In 2009 his new record Beautiful Mess has the potential to transform JSS into a mainstream artist capable of making a massive commercial impact across the globe.
But in the second part of a revealing interview JSS tells rushonrock about his Journey agony and why Yngwie Malmsteen is a true rock icon.
rushonrock: How do you look back on the whole Journey experience?
Jeff Scott Soto: I can’t say one bad thing about the time I was actually in the band. I can’t fault one moment of one day until the time I was let go. Until that day they were amazing times and I wouldn’t trade them in for anything. I really thought I was in Journey for the long haul after so many years of chopping and changing.
JSS: I thought I’d found my natural home. There was every intention, as far as I was concerned, to do the Journey thing for a long time. We were talking about touring a long way down the line and writing a new album. But now I look on it as a blessing in disguise. I get to build my own legacy rather than work on improving someone else’s. Who knows? I might have got bored singing Journey songs for the rest of my life. Now I have my own thing that I’m building. It was a good experience while it lasted but in this business you just learn to move on.
rushonrock: You also moved on from your first big break working with Yngwie Malmsteen. How do you rate him?
JSS: He absolutely is a pioneer. He is to his genre what Jimi Hendrix was to the electric guitar, what Jimmy Page was to rock and what Eddie Van Halen was to metal in the 80s. He’s more of an icon than simply one of the best musicians I’ve ever had the pleasure to work with. To be an icon, rather than the best in your field, is a bigger title or reputation to uphold. But Yngwie can do it and I’m proud to say we’re still friends.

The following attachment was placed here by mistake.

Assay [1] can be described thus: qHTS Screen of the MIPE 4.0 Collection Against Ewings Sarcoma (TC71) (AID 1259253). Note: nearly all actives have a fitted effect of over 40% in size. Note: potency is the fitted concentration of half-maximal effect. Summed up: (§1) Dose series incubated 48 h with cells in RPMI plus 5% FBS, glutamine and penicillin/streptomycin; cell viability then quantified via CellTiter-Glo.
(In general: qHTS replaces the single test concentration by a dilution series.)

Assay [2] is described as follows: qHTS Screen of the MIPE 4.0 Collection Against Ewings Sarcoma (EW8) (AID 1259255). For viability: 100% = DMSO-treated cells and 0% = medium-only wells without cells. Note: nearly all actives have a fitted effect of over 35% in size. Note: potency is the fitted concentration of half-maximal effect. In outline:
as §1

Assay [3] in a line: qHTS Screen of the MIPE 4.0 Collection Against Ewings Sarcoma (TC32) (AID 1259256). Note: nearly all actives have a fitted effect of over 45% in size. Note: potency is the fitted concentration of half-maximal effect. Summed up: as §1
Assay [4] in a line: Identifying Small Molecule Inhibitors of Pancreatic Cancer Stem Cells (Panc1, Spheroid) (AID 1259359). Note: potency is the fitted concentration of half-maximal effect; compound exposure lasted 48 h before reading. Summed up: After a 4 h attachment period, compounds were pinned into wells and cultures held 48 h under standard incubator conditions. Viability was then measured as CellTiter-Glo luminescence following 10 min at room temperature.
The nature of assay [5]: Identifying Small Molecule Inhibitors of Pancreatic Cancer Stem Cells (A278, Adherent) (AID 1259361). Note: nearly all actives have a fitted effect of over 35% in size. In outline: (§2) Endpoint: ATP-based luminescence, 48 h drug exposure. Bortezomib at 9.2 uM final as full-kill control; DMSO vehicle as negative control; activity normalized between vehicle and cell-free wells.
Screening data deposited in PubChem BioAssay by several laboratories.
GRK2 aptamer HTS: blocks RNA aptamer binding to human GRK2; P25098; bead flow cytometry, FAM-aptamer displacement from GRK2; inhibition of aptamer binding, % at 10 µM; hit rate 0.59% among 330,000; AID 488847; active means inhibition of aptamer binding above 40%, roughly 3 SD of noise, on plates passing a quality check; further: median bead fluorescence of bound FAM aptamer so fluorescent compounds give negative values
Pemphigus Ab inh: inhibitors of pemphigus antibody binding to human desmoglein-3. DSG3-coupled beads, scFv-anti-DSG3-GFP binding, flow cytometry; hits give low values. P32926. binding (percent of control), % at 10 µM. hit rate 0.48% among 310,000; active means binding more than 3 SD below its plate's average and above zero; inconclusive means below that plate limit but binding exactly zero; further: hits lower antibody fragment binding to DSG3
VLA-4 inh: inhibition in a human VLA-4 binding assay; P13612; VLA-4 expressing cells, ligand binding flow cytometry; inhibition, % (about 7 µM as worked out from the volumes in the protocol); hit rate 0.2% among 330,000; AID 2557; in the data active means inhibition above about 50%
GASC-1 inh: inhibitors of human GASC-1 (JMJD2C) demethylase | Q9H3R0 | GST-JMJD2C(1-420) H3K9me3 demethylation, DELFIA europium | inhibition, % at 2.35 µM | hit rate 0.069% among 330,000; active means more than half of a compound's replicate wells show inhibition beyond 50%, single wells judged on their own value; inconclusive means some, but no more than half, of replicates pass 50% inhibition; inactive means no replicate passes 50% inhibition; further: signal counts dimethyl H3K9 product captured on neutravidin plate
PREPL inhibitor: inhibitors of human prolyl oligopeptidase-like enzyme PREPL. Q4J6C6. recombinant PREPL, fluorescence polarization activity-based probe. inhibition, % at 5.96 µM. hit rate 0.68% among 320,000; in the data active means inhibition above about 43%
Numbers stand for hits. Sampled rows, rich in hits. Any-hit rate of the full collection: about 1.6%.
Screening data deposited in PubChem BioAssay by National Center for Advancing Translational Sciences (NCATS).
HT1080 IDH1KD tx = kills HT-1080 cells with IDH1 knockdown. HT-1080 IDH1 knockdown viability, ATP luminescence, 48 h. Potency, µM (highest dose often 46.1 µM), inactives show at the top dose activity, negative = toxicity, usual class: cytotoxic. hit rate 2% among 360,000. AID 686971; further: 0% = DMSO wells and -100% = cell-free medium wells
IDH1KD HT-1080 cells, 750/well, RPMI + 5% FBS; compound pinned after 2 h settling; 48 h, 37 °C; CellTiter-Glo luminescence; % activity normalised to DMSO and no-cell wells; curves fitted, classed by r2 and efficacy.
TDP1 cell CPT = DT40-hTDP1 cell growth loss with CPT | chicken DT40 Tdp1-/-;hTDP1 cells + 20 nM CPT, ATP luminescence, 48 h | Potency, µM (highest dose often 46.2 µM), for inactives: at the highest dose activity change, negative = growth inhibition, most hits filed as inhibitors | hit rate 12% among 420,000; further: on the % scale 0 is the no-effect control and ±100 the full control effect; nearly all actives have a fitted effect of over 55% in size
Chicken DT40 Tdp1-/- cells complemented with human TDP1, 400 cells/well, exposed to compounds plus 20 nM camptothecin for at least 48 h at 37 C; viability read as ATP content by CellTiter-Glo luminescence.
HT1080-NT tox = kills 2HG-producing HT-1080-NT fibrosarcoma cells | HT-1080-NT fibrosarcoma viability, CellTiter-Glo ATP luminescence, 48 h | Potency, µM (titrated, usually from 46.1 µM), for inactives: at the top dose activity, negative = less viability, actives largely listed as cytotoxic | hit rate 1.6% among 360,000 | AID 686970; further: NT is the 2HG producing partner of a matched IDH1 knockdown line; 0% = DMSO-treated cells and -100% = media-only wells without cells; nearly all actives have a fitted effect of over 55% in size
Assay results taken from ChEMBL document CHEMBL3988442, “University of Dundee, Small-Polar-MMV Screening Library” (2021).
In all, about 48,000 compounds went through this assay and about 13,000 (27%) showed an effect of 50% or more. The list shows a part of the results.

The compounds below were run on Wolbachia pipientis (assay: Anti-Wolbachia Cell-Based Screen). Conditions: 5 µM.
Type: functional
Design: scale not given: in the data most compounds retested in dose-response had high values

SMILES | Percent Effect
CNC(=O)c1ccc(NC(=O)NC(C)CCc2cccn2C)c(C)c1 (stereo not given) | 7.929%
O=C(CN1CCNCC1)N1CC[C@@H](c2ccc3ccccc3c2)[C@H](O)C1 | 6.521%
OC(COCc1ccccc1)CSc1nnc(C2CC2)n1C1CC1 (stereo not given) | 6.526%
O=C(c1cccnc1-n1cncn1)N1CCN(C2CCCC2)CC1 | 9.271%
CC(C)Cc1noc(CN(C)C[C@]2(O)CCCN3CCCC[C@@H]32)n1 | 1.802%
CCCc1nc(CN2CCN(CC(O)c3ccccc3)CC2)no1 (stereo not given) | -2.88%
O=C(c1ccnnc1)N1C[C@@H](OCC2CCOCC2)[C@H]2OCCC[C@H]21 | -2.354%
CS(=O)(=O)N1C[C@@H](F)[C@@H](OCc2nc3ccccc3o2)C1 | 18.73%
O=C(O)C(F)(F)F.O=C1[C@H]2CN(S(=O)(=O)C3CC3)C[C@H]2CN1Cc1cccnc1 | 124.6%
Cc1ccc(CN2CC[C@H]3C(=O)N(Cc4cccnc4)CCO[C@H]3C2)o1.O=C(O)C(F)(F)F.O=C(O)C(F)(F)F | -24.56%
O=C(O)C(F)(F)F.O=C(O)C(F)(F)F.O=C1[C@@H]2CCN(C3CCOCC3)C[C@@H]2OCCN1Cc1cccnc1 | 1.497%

rushonrock: How do you think the music business is shaping up right now?
JSS: It has to change and there’s always something or someone that sparks that change. The business has always changed and it always will. You cannot compare the 70s to the 80s or the 90s to the noughties. There is always metamorphosis and that’s the beauty of the industry we’re in. There are peaks and troughs and they reflect what’s popular and what’s happening with technology and taste. The rug is suddenly pulled from under those people who think they’ve got it nailed and someone else steps up to the plate. Right now nobody knows what’s happening with record companies, digital media and management and the people are asking: is rock dead and buried? But they’ve asked that question before and the answer is never yes.
rushonrock: What’s the best advice you can give a new band or artist setting out in 2009?
JSS: First of all I would warn them that this is one of the toughest industries to crack. It seems easy with MySpace and iTunes to get your music out there. In actual fact it’s harder because it’s more difficult to gauge just how popular your band really is. The only thing I can tell anyone is to be persistent. And you have to believe in your dream. If you want it enough then you’ll get it. It just might take a little longer than you imagined.
JSS: I’ve seen a lot of people give it up but if you really want it it will come to you. Sometimes the whole industry can bring you down and you feel like you’re wasting your time. But from my point of view the bottom line is I know nothing else. It’s in my blood. Without this you might as well put a gun to my head.